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Blurred defocused abstract background of people walking on the street in Orchard Road in Singapore - Crowded city center during rush hour in urban business area zebra crossing - View from building top (Photo by View Apart from Shutterstock.com)

MOM says people are working fewer hours in Singapore – but still more than in Japan

According to latest Ministry of Manpower (MOM) report on the labour market in Singapore, residents in Singapore clocked in 44.9 hours of paid work (standard work hours and paid overtime) per week on average compared to 46.2 hours in 2010. In terms of overtime, workers in Singapore logged 2.9 hours per week this year compared to 3.7 in 2010.

Now, the annual average of paid hours worked remained stagnant between 2010 and 2014, so the decline of work hours really only started in 2014 when it dropped by 0.2 hours the previous year. Technically, that only a decline of 12 minutes.

In terms of the usual hours worked – referring to the number of hours that a person works in a typical week whether paid or not – residents logged an average of 43.2 hours in 2018, down 3.4 hours from 2010 (46.6). In terms of full-time comapred to part-time employees, full-timers worked a total of 45.9 hours per week in 2018 while part-times worked an average of 20.6 hours per week. In 2010, those numbers were 49.2 and 21.6 hours respectively. Since 2010, the average number of usual hours worked has been on a slow but steady decline.

The MOM said that the downtrend in average hours worked is a result of the growing prevalence of part-time work, changes in job composition with more employees working as professionals, managers, executives and technicians (PMET), as well gains in productivity via technological advancements.

Although it seems that on average, people in Singapore are working fewer hours, it had been previously reported that certain professions still end up working extremely long hours, well above the national average. Based on MOM’s third quarter report, employees in the transport equipment manufacturing worked 51.3 paid hours per week, the longest among all industries.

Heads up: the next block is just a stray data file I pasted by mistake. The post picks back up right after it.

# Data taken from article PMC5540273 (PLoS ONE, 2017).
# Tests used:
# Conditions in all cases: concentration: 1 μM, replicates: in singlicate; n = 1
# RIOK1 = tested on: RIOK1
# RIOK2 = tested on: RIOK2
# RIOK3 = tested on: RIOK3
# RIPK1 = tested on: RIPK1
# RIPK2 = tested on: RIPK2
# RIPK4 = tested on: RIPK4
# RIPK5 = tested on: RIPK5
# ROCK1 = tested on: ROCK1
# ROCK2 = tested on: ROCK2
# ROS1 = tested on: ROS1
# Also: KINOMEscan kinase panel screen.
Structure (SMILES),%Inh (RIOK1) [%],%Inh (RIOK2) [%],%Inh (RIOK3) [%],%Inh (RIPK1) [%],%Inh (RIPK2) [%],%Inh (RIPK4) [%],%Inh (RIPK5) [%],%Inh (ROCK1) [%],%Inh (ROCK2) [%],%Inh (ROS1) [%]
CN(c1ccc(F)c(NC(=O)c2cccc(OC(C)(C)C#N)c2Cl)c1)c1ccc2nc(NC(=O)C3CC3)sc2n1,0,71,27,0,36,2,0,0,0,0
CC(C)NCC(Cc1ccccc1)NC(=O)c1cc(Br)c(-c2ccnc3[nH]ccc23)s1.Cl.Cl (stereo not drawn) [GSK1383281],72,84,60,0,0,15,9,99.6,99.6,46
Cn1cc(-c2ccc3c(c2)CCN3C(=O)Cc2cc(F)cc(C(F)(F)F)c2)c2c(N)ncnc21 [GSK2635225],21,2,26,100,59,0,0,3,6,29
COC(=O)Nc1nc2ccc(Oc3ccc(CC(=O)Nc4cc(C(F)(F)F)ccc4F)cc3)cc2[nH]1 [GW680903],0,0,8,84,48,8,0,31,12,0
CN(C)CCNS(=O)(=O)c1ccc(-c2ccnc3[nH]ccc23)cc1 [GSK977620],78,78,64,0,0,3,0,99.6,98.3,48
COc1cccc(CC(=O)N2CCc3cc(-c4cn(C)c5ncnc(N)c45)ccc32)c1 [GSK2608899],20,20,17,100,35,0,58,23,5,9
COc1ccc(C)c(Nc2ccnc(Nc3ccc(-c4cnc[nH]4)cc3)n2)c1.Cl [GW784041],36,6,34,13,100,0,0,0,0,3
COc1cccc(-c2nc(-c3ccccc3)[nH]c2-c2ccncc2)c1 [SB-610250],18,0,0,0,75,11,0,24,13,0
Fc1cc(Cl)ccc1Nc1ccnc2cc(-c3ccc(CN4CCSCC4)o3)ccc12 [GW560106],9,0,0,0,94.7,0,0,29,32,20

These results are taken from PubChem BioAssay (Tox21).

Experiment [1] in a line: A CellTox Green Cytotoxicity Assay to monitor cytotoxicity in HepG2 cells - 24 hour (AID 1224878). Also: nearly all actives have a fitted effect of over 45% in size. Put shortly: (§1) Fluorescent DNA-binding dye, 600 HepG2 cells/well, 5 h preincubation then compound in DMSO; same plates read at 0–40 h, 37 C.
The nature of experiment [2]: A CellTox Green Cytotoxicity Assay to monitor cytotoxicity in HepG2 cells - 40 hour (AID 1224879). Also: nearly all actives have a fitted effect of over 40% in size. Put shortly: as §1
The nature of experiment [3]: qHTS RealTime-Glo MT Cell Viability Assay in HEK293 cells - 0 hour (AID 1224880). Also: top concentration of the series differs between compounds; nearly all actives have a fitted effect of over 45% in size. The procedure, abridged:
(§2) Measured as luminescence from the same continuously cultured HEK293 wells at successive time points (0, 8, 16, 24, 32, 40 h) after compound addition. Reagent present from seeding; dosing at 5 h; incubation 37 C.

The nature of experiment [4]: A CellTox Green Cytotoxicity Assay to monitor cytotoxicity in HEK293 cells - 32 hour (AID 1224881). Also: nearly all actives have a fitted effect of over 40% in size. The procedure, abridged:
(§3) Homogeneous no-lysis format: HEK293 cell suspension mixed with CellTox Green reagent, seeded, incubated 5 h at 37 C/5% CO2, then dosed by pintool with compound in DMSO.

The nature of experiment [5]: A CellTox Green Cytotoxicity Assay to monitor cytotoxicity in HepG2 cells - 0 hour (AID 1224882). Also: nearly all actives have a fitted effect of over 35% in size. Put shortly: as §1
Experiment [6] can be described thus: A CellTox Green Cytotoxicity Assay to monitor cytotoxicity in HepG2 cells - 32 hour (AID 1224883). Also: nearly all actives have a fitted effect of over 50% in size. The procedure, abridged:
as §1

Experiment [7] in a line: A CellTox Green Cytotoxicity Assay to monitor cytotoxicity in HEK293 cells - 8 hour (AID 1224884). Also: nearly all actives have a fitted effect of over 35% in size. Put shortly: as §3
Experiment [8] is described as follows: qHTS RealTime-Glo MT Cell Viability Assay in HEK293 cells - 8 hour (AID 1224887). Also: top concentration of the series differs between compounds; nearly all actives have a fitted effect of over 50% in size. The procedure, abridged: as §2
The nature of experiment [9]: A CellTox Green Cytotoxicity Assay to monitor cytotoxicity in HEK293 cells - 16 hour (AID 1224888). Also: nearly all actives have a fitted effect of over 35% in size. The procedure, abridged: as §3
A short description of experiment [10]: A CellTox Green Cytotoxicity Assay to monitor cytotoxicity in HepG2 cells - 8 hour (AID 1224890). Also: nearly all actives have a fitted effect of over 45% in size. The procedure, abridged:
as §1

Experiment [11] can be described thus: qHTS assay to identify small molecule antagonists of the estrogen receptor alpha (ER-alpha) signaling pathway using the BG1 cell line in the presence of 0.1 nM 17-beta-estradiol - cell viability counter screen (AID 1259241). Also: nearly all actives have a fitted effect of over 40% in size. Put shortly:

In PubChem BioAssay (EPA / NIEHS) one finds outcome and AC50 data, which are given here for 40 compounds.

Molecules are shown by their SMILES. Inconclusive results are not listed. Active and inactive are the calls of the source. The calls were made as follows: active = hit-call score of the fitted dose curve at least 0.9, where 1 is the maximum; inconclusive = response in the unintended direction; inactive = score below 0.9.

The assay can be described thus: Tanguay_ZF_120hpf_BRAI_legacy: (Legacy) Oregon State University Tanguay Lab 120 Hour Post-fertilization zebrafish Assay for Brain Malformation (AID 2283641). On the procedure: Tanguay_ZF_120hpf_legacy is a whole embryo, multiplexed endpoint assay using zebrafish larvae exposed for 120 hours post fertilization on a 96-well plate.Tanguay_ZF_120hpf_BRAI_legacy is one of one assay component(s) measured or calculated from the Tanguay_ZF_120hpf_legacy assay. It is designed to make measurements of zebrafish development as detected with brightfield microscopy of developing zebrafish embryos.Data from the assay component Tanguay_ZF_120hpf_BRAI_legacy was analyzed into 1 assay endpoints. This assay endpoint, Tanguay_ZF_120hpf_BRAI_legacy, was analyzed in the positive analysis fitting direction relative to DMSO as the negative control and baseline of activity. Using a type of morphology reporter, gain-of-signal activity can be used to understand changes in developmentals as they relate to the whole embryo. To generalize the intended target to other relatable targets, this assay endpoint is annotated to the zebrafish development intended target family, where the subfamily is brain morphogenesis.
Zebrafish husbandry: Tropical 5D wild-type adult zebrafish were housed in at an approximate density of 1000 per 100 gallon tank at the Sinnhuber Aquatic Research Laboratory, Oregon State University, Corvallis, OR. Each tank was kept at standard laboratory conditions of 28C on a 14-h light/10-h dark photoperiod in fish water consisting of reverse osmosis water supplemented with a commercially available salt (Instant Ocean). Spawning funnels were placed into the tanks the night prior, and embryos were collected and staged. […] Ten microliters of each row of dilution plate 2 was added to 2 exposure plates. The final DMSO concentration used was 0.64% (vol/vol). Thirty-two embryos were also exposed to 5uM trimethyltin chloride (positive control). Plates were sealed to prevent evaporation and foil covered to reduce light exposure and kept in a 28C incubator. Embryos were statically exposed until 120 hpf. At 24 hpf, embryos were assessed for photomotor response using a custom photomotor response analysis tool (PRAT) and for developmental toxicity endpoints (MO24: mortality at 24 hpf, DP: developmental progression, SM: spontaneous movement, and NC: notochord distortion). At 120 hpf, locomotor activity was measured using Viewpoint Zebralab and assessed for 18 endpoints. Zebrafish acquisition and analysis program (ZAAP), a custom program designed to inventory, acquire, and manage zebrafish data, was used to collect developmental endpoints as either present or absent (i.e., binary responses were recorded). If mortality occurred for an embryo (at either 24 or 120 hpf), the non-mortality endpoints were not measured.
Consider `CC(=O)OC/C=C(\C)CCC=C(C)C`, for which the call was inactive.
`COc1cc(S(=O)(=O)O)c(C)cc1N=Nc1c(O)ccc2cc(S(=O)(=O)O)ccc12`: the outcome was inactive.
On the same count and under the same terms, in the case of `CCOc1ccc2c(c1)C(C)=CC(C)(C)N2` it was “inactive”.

One lawyer quoted by Straits Times said that she sometimes worked from 9am to 2 or 3am the next day when trying to keep up with court deadlines. This lawyer, known only as Ms Ho had noted that her peers were of the view that in order to live a healthier lifestyle, they’d had to leave their profession altogether.

In that same article, Straits Times deferred to sociologist Dr Paulin Straughan from the National University of Singapore about MOM’s 2017 labour market report that said the average hours worked by employees in Singapore continued to decrease. Dr Straughan said that thought the government had introduced initiatives to lessen total work hours per week, not all professions can implement those initiatives due to the nature of their work.

Some group of employees, such as front-line officers, are required to be at their workplace and cannot work remotely. So for them, Dr Straughan suggested providing flexible timing to allow them a couple of hours off in the middle of the day when have errands to run.

As an example, Dr Straughan talked about school teachers. “If they have some free time during the day when they are not teaching, it should be fine for them to use that time to run errands and attend to matters. They should not have to stay in school the entire time if they are already clocking such long hours.”

So really, while the total average of actual hours worked per week by employees in Singapore has been on a steady decline for the past 5 years, it’s not true for all industries.

And when comparing to other countries, Singapore residents work a total of 2,366 hours per year in 2016, which is significantly more than other countries that are infamous for their long work hours such as South Korea (2,069 hours) and Japan (1,713 hours) in that same year.

There have also been other reports that are contrary to MOM’s report. A Working Hours Survey by recruitment consultancy Morgan McKinley in 2016 showed that many Singaporeans worked much longer hours than their contracted amount while almost 90% weren’t paid for overtime.

Another survey in 2016 by the Families For Life found that one in 10 of their respondents spends fewer than 6 hours with their family per week, citing long work hours as their main reason.